Nefarious villain Goldmember said it best: “I love goooollllld.” Okay, maybe that has nothing to do with the sport of MMA, but every fighter’s reaction to winning a belt can be summed up in that quote. Winning gold is the culmination of hard work and sacrifice in a sport that requires plenty of both. For Tonya Evinger, capturing the bantamweight title at Invicta FC 13 was also an instance of acquiring something that had eluded her throughout her productive and illustrious career.
“Winning the gold felt the same as every other fight,” Evinger admitted to Combat Press. “I don’t get into the excitement of winning the belt as everyone else does. I just feel like I’ve already known that I’m as good as I am and I’ve already known that I should be at the top. I’ve already had my opportunities to be there and for some reason I’ve let them slip through my hands. I don’t feel like I’ve done anything great. I just am doing what I should be doing. Everyone gets a little more excited about my belt than me. Of course I don’t wanna lose it, but I don’t wanna lose fights, so that’s the main thing. I’m not going to lose fights, and that’s what’s going to keep me my belt and that’s the most important part.”
Evinger hasn’t lost many fights lately. She’s currently riding a career high of seven straight wins inside the cage, including four victories under the Invicta banner. Her recent success has garnered the attention of many within the sport of MMA.
“To be honest, I don’t know why all these people are talking about my success lately,” Evinger said. “The deal is, I just wasn’t given any good opportunities. And when I was given them, it was on such short notice — ‘Hey, do you want to fight Sara McMann on nine days’ notice? Hey, do you want to fight Alexis Davis on four days’ notice?’ I’m just that type of fighter that’s like, OK, and I blame a lot of losses on that.”
The hectic scheduling and the uncertainties of her fighting future took a toll on Evinger.
“It got to the point where I was fighting because I made extra money and I was good at it, and I just took fights to fight,” explained Evinger. “I did lose my passion. I was training all the time and I wasn’t getting fights and I wanted to quit all the time. I’m a person that has to be stimulated. Competition is important for me. You can’t hold a table up with two legs. You have to have your competition [and] you have to be learning. I don’t want to train all the time and never compete. Over time, it just got to where I didn’t like the sport, like I didn’t like wrestling anymore. I wasn’t competing enough and I [was] just getting burned out.”
Better opportunities have presented themselves for Evinger. Gone are the days of taking fights on such short notice. Her time with Invicta has been approached with reinvigorated motivation and represents a fresh start of sorts.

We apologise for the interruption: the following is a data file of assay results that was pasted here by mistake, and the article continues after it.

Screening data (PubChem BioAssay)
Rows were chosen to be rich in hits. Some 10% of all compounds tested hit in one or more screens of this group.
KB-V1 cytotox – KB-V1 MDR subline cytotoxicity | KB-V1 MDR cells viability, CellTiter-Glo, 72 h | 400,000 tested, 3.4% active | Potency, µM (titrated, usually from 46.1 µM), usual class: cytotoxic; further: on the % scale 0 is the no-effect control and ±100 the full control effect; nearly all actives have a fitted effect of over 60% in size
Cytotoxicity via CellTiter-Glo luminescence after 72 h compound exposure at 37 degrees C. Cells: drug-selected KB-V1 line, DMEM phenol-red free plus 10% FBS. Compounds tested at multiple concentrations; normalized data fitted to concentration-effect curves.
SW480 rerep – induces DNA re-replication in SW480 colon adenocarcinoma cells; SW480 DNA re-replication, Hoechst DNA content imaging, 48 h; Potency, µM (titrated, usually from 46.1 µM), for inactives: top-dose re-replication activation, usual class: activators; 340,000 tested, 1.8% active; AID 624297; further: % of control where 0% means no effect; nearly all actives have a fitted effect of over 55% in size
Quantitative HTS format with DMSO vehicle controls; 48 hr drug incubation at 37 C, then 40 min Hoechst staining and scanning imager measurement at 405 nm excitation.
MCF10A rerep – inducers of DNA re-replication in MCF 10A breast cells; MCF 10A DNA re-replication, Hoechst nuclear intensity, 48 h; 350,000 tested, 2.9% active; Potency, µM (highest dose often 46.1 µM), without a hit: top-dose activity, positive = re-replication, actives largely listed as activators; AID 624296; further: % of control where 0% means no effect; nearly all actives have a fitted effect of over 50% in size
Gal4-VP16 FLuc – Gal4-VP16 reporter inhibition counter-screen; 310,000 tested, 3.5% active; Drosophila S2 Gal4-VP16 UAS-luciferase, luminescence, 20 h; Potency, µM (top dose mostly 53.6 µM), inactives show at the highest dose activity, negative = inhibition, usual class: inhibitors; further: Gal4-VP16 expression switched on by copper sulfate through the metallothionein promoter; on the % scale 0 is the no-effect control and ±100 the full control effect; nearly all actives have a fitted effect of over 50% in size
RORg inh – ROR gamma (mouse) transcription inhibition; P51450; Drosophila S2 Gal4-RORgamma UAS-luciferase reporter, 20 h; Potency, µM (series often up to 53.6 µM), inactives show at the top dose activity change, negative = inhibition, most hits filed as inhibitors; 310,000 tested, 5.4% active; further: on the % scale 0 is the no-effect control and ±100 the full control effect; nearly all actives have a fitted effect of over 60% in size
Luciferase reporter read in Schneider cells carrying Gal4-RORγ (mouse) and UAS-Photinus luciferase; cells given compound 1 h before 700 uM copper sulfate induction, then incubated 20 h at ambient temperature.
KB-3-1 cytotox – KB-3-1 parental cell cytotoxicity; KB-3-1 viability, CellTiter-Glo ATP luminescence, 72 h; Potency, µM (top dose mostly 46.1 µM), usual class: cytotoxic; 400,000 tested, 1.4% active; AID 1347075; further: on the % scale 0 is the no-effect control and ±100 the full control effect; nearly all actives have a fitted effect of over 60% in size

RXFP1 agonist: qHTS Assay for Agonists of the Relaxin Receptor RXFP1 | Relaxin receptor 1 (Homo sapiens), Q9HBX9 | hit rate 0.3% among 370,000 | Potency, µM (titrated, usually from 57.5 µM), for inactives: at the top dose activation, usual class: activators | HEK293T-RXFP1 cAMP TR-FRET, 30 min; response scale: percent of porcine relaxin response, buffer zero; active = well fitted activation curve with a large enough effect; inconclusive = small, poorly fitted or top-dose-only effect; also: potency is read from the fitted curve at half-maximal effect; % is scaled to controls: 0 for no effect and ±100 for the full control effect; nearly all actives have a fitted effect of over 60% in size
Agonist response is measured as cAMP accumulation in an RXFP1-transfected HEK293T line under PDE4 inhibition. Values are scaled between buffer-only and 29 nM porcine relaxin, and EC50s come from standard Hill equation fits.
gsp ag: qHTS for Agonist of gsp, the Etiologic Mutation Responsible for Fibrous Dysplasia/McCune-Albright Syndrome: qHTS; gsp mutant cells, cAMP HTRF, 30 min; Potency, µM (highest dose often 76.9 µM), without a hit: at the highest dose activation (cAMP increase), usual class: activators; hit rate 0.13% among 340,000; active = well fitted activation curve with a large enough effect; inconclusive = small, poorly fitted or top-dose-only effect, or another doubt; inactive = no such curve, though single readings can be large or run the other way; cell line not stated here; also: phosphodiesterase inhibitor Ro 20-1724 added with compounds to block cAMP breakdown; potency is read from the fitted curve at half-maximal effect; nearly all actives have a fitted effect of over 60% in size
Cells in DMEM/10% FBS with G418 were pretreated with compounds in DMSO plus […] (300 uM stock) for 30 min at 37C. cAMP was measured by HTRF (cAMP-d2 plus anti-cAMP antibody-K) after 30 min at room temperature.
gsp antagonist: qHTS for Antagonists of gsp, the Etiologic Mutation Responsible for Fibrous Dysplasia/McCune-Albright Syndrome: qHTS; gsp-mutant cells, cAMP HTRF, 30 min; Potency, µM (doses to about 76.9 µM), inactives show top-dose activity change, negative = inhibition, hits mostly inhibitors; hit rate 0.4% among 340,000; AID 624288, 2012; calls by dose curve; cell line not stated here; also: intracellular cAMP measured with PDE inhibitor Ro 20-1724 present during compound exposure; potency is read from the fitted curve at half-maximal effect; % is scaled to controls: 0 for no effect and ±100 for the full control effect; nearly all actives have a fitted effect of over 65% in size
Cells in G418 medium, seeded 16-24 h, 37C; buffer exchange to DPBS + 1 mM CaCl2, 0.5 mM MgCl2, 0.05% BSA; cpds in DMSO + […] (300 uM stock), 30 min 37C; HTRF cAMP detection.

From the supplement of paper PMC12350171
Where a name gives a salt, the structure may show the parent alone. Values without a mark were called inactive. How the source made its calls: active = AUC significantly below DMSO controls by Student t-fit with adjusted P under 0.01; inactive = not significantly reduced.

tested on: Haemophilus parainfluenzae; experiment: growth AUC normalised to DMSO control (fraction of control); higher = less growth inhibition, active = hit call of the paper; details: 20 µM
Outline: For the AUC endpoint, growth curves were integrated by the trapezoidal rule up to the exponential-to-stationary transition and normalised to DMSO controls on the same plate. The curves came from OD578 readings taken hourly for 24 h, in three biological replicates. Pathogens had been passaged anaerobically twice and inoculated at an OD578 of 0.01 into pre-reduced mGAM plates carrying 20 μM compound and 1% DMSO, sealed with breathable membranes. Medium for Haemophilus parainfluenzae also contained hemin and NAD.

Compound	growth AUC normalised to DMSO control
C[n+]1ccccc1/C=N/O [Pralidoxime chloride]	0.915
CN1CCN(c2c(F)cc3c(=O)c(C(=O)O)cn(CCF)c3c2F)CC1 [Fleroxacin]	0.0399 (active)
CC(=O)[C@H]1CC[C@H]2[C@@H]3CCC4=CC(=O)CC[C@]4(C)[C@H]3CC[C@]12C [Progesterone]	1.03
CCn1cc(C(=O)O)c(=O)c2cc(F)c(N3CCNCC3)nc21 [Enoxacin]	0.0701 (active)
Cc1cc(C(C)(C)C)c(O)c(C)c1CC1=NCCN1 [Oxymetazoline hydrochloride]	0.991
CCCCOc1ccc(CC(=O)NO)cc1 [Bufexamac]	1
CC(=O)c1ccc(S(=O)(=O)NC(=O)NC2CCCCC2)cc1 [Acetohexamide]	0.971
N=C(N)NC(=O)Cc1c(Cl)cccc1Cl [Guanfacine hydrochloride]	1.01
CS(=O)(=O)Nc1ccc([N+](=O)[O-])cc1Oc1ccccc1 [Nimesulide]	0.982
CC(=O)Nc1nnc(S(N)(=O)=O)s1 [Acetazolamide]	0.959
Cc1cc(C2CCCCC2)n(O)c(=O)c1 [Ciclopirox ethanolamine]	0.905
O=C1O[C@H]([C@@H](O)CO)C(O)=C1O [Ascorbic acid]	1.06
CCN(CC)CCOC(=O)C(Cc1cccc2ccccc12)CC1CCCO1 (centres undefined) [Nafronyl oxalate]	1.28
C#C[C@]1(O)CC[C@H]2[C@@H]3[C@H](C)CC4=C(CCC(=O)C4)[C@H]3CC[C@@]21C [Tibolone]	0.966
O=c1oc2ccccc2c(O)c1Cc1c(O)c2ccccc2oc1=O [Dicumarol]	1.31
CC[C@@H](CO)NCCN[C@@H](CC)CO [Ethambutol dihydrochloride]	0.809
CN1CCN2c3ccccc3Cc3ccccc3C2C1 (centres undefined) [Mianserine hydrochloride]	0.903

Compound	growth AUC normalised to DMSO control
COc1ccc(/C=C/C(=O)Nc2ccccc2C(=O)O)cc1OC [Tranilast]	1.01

“I told myself, when I started fighting for Invicta and me and [Invicta President] Shannon [Knapp] talked, that I’m gonna fucking get back to where I was,” said Evinger. “I’m going to go out there and try and beat people the fuck up. I’m not there just to barely win a fight. I’m there to fuck people up. I want to do something and I want to make a point. I want to win.”
In her first fight for Invicta, Evinger made good on her promise. She met Sarah D’Alelio at Invicta FC 7 in December 2013 and walked away with the unanimous decision victory.
“When I fought Sarah D’Alelio, I was in the second round and I remember going through this thought process. I always go through a thought process in my fight and it’s almost a struggle in my own head, thinking, ‘Do I want to win, or do I just want to get tapped out and get out of here?’ But I remember beating her up in the fight, thinking, ‘This bitch can’t fucking beat me.’ I remember turning it up and just started fucking fighting, and I feel that’s the way I fight now,” said Evinger.
It was the first in a string of victories that led Evinger to the Invicta bantamweight crown. She surprised former top featherweight Ediane Gomes with a first-round armbar submission in her next outing at Invicta FC 8. Then, at Invicta FC 10, Evinger locked in a second-round armbar to finish Cindy Dandois in the evening’s co-headliner. After three big wins, she was booked in a title showdown against Irene Aldana at Invicta FC 13. Evinger stopped Aldana via strikes in the fourth round to claim the title.
Evinger’s next opportunity to beat someone up comes Saturday against Pannie Kianzad. The Iranian-Swede is undefeated through her first eight contests and stands as one of the top prospects in the sport at just 23 years old. It’s been an impressive run for Kianzad, a former Cage Warriors champion.
“She’s just so arrogant,” Evinger said of Kianzad. “I think it’s funny how she called out me, Raquel [Pa’aluhi] and Aldana. Like, damn, you just called out the top three and you’ve had only one fight in the U.S. Pannie is ridicilous. I did an interview with her on MMARoasted with Adam Hunter and all this bitch does is talk about sex — everything coming out of her mouth is making her look like a whore.
“Over here in the U.S., we’ve already went through this shit with these girls. MMA has come a long way for the females and we’ve been through already where this girl is making the rest of us and the sport look bad because she’s a hooker. We’ve already went through this shit. It’s just not appreciated and you’re going to ruin the image over here. People want to see real fighters and not hear someone run their mouths about fucking some dudes and ending up in hotels drunk and shit, whatever the fuck she was talking about.
“The fact that she’s fighting me, I think she’s in for it. I’m basically fighting a hooker. I plan on beating the shit out of her. She might be tough [and] she might be talented, but I’m gonna beat the fuck out of her.”